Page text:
In new book with Kobe Bryant, Andy Bernstein captures the essence of the Mamba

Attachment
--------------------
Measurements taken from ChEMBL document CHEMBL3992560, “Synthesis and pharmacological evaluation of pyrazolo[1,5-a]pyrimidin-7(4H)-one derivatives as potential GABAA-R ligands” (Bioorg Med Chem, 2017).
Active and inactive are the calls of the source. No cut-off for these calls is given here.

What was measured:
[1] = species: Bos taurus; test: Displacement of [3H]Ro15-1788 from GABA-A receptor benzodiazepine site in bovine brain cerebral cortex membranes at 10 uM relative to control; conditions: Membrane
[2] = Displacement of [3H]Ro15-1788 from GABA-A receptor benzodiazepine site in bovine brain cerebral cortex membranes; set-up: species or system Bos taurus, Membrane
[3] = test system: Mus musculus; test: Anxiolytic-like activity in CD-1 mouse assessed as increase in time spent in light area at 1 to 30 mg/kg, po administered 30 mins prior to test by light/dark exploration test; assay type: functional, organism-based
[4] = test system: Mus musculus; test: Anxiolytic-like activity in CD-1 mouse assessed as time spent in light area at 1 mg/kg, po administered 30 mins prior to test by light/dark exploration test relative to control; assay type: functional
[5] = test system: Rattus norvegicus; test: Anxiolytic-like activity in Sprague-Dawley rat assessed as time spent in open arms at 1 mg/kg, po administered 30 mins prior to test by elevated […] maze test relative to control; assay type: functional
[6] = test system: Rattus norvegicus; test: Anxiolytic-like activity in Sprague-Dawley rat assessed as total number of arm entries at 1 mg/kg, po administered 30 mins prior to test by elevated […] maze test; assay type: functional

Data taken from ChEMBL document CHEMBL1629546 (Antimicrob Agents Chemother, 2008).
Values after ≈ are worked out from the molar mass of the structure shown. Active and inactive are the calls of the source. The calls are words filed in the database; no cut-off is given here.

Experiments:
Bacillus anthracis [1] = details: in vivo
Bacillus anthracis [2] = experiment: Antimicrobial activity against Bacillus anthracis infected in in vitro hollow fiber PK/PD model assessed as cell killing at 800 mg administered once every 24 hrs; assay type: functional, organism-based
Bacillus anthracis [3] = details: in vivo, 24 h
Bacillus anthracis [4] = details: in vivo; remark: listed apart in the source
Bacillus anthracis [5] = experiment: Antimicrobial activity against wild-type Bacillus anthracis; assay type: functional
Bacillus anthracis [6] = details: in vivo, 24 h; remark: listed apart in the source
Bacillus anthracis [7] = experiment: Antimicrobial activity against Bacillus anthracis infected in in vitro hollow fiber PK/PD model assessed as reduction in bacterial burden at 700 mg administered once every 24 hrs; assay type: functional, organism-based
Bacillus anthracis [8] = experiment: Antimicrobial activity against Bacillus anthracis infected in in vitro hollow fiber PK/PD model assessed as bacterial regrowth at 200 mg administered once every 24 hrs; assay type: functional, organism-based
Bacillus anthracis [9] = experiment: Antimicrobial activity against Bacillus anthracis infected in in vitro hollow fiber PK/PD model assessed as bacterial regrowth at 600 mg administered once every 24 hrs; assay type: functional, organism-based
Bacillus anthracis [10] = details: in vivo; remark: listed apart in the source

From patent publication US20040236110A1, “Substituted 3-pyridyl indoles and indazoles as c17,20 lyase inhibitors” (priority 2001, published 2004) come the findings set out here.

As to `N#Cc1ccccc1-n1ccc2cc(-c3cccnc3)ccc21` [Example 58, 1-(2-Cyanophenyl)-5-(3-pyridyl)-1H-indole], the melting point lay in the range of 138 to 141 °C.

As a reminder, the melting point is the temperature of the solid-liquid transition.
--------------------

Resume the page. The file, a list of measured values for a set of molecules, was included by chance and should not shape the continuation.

first_img How athletes protesting the national anthem has evolved over 17 years Lakers, Clippers schedules set for first round of NBA playoffs Lakers practice early hoping to answer all questions Newsroom GuidelinesNews TipsContact UsReport an Error Much of this analysis was news to Bernstein, who didn’t know at the time that Bryant was studying his work.Related Articles LOS ANGELES — In the days before you could share photos with a few taps on your phone, Andy Bernstein needed to get a photo to Kobe Bryant.He knew it was significant as soon as he looked at the print: an image taken from the catwalk at the top of the arena of Bryant, then a rising superstar, leaping on a breakaway dunk with his arm outstreched and his feet curled up behind him against the backdrop of a golden Lakers court at the Great Western Forum.Bernstein made a second print, 30 by 50 inches as he remembers it, barely angled it into his car and drove it to Pacific Palisades, where Bryant, still a precocious teenager, was living with his parents.“It was a process,” he said. “But I thought it would mean a lot to him.”center_img Trail Blazers, Grizzlies advance to NBA play-in game; Suns, Spurs see playoff dreams dashed AD Quality Auto 360p 720p 1080p Top articles1/5READ MOREUCLA alum Kenny Clark signs four-year contract extension with PackersMaybe it meant more than he knew – Bernstein went on to cover the entirety of Bryant’s 20-year career with the Lakers and capture many more memorable shots. His collection now provides half of the creative fuel behind “Mamba Mentality: How I Play,” a book written by Bryant and fleshed out by Bernstein’s photographs.Bernstein has previously done a book with Phil Jackson, “Journey to the Ring,” about the 2009-2010 season. But the scope of his project with Bryant sent Bernstein scouring both digital records and old files to find telling photos of the Black Mamba’s career.He watched Bryant start from a dynamic teenage dunker to one of the most polished jump shooters to ever play the game. In the process, Bernstein learned to anticipate Bryant better than any defender could – using equipment that shoots a photo every few seconds instead of the rapid-fire shots of the digital era, Bernstein had to gain an intuition for when Bryant would spin, juke, step back or cross over.“Of course you get burned now and then,” he laughs, “but I got to know his game pretty well over the years.”There are parts of the book that reflect how deeply Bryant scrutinized the photos of Bernstein, who was honored earlier this year for his career by the Basketball Hall of Fame. In one sequence, Bryant analyzes his posture in a picture Bernstein shot of him guarding Michael Jordan, then writes: “Thankfully, I actually saw this photo back in 1998. After studying it, I corrected my posture and balance.” “I knew that he had some of my photos of other greats that he idolized,” said Bernstein, who also shot the “Showtime” Lakers and the 1992 Dream Team among other high-profile subjects. “I didn’t know he used them as a learning tool to break down his own game.”Bryant’s appearance at Staples Center on Thursday night was in part to promote the book. Bernstein, as he always is at Lakers home games, was at work.“I knew Kobe was always dedicated and obsessed with his craft, and I think we had a meeting of the minds in that way,” Bernstein said. “He has this saying, ‘If you’re not obsessed with what you do, we don’t speak the same language.’ I think that’s how we came to respect each other.” Trail Blazers beat Grizzlies in play-in, earn first-round series with the Lakers last_img

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